Updated: Apr 30
Have you ever felt a responsibility to people in your workplace, your community or at home? Are there people counting on you in your sporting team or another area of your life?
If you answered yes to any of these then you need to develop leadership skills.
Having leadership skills helps you better support, serve and help those around you to achieve their goals and outcomes. Having these skills help you with decision making, planning and taking action.
In a recent Weekly Wisdom, we looked at the difference between a manager and a leader I raised that a key ingredient in leadership was Self Mastery.
Self Mastery is made up of a whole lot of important skills and one of them is the ability to manage your emotional response.
One aspect of our emotional response is how we use Blame.
Before we start it’s important to note that ‘managing your emotional response’ is not about suppressing or eliminating troubling or ‘bad’ emotions.
Science tells us that there are no ‘bad’ emotions and that, if you were to choose to eliminate your emotional response you would be putting limits on your ability to experience life. And this would be unhealthy.
Some people, when they get disappointed, angry or upset, think there’s nothing they can do about the situation. They hold the belief that life happens to them.
They believe that things are done to them.
They say it’s fate, or, bad things always happen to me.
They take no responsibility for the results they get.
When you have the ability to manage your emotions and your emotional response, you are able to think differently about the things that happen and take action to make yourself feel better.
And achieve better outcomes for yourself.
Why would you want to be able to manage your emotions?
Well, why would you want to stay feeling crap every time something didn’t go your way?
Why would you choose to allow a person or event to dictate your emotions, your actions and your future?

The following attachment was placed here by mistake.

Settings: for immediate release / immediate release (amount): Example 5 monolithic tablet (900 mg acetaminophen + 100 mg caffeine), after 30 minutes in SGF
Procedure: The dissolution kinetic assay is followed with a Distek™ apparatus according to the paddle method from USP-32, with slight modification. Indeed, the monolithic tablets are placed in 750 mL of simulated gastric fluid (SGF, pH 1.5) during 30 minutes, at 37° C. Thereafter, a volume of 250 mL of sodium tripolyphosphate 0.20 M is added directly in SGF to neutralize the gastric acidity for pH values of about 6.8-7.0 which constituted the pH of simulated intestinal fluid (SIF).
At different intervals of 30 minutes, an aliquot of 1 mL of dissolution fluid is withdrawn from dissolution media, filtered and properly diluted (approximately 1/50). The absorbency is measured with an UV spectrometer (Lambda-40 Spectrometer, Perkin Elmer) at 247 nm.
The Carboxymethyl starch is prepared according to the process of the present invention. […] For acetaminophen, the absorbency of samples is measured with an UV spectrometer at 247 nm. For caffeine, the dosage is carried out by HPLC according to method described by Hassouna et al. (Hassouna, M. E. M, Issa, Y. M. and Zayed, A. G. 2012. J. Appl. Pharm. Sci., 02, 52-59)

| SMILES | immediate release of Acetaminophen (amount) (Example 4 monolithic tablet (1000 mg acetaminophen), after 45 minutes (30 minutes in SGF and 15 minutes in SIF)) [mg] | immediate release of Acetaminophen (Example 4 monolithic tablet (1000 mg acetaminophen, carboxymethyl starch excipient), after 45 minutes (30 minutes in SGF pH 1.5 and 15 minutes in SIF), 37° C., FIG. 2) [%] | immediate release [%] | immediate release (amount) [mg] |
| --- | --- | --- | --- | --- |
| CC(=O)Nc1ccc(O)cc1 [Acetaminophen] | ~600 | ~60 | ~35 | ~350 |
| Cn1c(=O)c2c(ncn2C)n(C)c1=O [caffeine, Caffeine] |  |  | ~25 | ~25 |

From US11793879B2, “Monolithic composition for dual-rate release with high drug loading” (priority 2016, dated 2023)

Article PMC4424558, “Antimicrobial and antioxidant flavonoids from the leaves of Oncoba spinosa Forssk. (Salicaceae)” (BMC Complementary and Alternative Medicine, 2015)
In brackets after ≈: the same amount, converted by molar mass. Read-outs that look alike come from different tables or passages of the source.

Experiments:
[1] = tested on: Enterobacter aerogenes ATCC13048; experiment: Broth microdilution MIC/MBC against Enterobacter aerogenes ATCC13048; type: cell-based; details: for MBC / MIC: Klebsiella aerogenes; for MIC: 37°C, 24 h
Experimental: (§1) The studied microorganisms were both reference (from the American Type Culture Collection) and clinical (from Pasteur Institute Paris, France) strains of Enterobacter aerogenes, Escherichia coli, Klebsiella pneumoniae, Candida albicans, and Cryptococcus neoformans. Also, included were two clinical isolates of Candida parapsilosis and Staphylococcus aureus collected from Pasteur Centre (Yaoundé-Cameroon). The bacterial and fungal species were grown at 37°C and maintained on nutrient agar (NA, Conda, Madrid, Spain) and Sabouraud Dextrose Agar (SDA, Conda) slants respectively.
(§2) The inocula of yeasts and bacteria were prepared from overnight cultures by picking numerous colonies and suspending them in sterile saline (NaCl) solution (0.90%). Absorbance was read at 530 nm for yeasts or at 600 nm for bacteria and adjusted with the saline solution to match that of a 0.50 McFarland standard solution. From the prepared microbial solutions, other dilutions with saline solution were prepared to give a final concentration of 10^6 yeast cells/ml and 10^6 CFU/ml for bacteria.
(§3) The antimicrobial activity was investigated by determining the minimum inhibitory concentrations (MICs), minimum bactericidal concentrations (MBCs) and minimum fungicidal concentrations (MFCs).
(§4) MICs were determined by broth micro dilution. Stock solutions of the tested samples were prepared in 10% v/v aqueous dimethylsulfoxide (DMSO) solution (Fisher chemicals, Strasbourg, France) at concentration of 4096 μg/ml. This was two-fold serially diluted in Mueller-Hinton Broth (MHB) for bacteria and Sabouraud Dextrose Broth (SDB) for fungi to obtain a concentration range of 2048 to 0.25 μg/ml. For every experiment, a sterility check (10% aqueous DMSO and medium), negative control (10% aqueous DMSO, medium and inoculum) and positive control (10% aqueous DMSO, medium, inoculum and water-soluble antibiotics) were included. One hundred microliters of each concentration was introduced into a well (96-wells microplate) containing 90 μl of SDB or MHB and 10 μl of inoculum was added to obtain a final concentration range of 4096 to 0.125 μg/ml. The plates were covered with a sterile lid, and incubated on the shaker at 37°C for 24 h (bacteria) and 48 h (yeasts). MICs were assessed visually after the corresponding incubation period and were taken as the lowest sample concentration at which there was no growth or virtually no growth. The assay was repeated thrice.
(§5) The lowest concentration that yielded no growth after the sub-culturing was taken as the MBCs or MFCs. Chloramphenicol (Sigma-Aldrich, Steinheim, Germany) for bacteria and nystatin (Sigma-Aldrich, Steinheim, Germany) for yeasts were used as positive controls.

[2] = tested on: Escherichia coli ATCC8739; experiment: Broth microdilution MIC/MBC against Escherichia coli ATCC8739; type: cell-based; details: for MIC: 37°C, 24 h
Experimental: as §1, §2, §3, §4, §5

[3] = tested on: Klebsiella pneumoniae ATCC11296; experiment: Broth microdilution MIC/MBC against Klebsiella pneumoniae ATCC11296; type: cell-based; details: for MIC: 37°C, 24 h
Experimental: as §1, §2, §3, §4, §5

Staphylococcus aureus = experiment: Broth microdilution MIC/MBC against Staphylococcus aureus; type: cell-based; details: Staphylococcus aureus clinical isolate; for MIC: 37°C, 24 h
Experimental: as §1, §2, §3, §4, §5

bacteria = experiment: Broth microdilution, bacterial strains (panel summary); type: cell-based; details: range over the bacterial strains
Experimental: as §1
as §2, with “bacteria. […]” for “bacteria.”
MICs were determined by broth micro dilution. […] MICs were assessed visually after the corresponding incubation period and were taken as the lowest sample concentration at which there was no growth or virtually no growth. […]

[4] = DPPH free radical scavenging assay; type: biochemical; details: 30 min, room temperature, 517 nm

Wouldn’t you rather be in the driver’s seat and be able to pick and choose the emotions you feel?
Stop the Blame Game
How often do you blame others for something that happens to you?
Say you buy a coffee, take it back to the office and then it goes cold because your boss calls you away from your desk and you don’t get to drink it hot just like you wanted.
Who’s fault is it that the coffee went cold? Yours? The boss?
Speaking of coffee, Brene Brown shares a story that perfectly sums up how ridiculous we can be when we chose someone to blame for an event.
“He who cannot dance puts the blame on the floor.” Hindu proverb
Why do we blame others for our misfortunes or shortcomings?
Because we can’t just let it go.
Because someone or something has to be at fault. Brene says (first names, yes, I feel she and I are besties I hear and see her so often) that we feel the need to blame as an expression of our pain or discomfort.
Think about a time when you really messed up.
Who did you blame?
I’m thinking about a time way back when I didn’t know about managing my emotions and I lost it with a guy in my team called Adrian. Screaming and yelling at each other we were. It was UGLY with a capital U.
Who did I blame? I blamed Adrian.
Well, he just made me so angry. He was wrong and he just wouldn’t listen to me so I had to shout to be heard. And he made me say those things.
“He made me say those things”.
Eleanor Roosevelt famously said, "No one can make you feel inferior without your consent."
Anytime that you have said that someone MADE YOU FEEL something or MADE YOU DO something, then you are actually blaming them for your own inability to manage your emotional state or response.
When you can manage your emotions then you have the power to choose the appropriate emotion or the appropriate action for that situation.
When you stop blaming others for your errors, messes and when things don’t go your way, you harness the ability to change your future mood and control what you do next.
Yes, you do.
If I had taken my emotions by the reins during Adrian’s outburst that day, I might have heard a man who was feeling very threatened by the changes happening in the warehouse.
If I had been able to manage my emotions I would have been able to give him the empathy he needed. I would have been able to hear him and ask what he needed.
And how I could help him.
Stopping the blame game is about having awareness of what your triggers are and taking responsibility for what you do next.
Emma Taberner is a qualified Leadership and Executive Coach, Speaker, Facilitator, author and self-confessed Human Behaviour nerd. With over 20 years Supply Chain industry experience and 10 years coaching and mentoring frontline leaders, she is passionate about helping people to understand how their behaviours determine their effectiveness and success in business, relationships and in life. Emma works One to One, with groups, both face 2 face and online. She focuses on small business owners and their teams to create engaged leaders and sustainable business growth.
When she’s not building future leaders you can find her flying small planes, being in the outdoors, growing her own food and hanging out with her husband of over 20 years.